THE WHITE HOUSE
Office of the Press Secretary
| | | PRESIDENT CLINTON AND VICE PRESIDENT GORE PROPOSE | | NEW STEPS TO IMPROVE RETIREMENT SECURITY FOR WOMEN | | | | October 27, 1998 | | | | |
President Clinton And Vice President Gore Propose Two New Steps to Improve Retirement Security for Women. For nearly six years, President Clinton and Vice President Gore have worked hard to expand pension coverage, make pensions more secure, and simplify pension plan administration. Even with the achievements the President and the Vice President have had in strengthening private-pension law in order to secure and extend pension protections, there is still more work to do. That is why President Clinton and Vice President Gore are proposing two new steps to improve retirement security for women.
I. Counting Time Taken Under the Family and Medical Leave Act Toward
Retirement Vesting. The President and Vice President propose to ensure that workers who take time off under the Family and Medical Leave Act (FMLA) can count that time toward retirement plan vesting requirements. Under FMLA, eligible workers are entitled to up to 12 weeks of unpaid leave to care for a new child, to care for a family member who has a serious health condition, or because the worker has a serious health condition.
Counting time taken under FMLA can make the difference between receiving or not receiving credit towards minimum pension vesting requirements for an entire year of work.
Example: Jane, a full-time employee with four years on the job, goes on FMLA leave in April to have a baby. She returns to work, but only works part-time because she needs to spend time taking care of her newborn child. Under current law, because Jane does not have at least five years of service credited, she might not be vested and therefore could lose the matching employer contributions and any other employer-provided pension she has earned. (Employers do not have to credit a year of service unless the employee has worked at least 1,000 hours in that year.) Under the President's proposal, because time taken under FMLA would be counted, Jane will get credit toward pension vesting for the year in which she had the baby, and will be fully vested in her pension.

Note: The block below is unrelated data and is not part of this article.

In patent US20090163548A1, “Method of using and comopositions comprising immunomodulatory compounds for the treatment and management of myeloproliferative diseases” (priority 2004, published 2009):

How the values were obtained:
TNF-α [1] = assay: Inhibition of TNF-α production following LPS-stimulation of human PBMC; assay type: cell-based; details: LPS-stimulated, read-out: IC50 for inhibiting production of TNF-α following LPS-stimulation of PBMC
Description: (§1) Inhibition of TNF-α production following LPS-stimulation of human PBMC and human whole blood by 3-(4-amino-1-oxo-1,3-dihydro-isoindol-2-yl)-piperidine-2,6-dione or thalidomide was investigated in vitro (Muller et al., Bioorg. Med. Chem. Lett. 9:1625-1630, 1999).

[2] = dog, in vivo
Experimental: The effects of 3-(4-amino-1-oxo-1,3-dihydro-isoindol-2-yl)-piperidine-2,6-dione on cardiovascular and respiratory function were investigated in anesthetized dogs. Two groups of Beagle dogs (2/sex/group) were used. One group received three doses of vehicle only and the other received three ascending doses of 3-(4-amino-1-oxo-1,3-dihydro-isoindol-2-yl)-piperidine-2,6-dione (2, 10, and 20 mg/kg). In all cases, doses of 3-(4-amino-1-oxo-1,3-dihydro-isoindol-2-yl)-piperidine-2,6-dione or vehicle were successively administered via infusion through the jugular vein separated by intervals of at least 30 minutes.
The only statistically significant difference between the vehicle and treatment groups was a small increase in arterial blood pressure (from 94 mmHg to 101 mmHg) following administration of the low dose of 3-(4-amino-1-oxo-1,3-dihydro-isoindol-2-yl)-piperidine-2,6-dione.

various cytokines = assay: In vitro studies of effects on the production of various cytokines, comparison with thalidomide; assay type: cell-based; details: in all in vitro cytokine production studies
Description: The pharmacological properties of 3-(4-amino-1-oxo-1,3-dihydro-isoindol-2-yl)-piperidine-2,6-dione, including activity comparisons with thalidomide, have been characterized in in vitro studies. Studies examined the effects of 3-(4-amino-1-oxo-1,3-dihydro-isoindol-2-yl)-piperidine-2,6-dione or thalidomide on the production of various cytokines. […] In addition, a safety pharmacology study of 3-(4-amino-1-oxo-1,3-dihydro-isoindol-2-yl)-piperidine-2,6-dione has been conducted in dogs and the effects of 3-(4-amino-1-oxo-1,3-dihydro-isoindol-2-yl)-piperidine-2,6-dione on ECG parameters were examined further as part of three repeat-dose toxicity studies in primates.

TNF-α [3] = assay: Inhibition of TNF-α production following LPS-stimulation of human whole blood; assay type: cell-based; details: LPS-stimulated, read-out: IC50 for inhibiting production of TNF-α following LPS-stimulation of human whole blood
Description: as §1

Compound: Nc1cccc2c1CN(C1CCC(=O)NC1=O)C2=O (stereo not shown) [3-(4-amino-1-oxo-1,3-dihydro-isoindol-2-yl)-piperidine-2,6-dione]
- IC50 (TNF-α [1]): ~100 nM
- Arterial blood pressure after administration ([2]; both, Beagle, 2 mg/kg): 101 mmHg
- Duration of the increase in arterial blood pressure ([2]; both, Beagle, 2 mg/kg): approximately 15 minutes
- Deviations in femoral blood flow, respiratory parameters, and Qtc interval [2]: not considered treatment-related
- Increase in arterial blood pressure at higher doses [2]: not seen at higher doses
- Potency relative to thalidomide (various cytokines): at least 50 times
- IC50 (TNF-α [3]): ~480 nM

Under the proposal, workers who use FMLA leave to care for a new child or critically ill family member will not suffer a pension loss as well.
Example: Susan works part-time for a year (8 hours per day, four days a week). Her child becomes seriously ill in January and she takes leave under FMLA. She returns to work in April, but reduces her hours to three days a week. Under current law, because Susan would work less than 1,000 hours that year, it would not be credited toward vesting, and she would have to work another 1,000 hours over the next year in order to earn a year of vesting credit. Under the President's proposal, she will get credit toward vesting requirements for the year in which her child became ill.
The loss of a year of vesting credit can be critical for many workers, especially women, who may have to leave the workforce to have a child or to care for a seriously ill family member. (Current law can require up to five years of service for vesting.)
II. Added Benefit Security for Widows and Widowers. Traditional
pension plans are currently required to offer to pay pension benefits in the form of a "joint and survivor annuity" option. This protects the surviving spouse of a plan participant/ex-employee in much the same way as life insurance. Regular (typically monthly) payments are made while both spouses are alive. Then, if the former employee dies first, the surviving spouse continues to receive benefit payments for the rest of his/her life.
Currently plans are allowed to meet this requirement by offering only a "joint and 50 percent survivor annuity": under this option, the monthly pension payments to the surviving spouse are reduced to 50 percent of the level of monthly payments that were made while both spouses were alive. Many couples may prefer an option that pays a somewhat smaller benefit to the couple while both are alive but a larger benefit -- larger than the 50 percent survivor benefit
Under the President's proposal, employer plans would have to offer an option that pays a survivor benefit equal to at least 75 percent of the benefit the couple received while both were alive. In effect, couples would receive a smaller benefit when both are alive, so that the survivor or the widow would have the security of a larger benefit.
Plan participants would not be required to choose this option.
The proposal would not preclude employers from providing other options, such as the current joint and 50 percent survivor annuity or a single life annuity (with the spouse's consent). (A single life annuity pays benefits only for the lifetime of the participant.)
This proposal should be especially helpful to women, who tend to live longer than men. (A woman who is 65 years old today can expect to live to 85, while a 65 year old man can expect to live to 81.) As today's report on Women and Retirement Security shows, the poverty rate of elderly widowed women remains high. By making it possible for couples to choose to provide a bigger pension for widows, the President's proposal can help women avoid falling into poverty when they are widowed.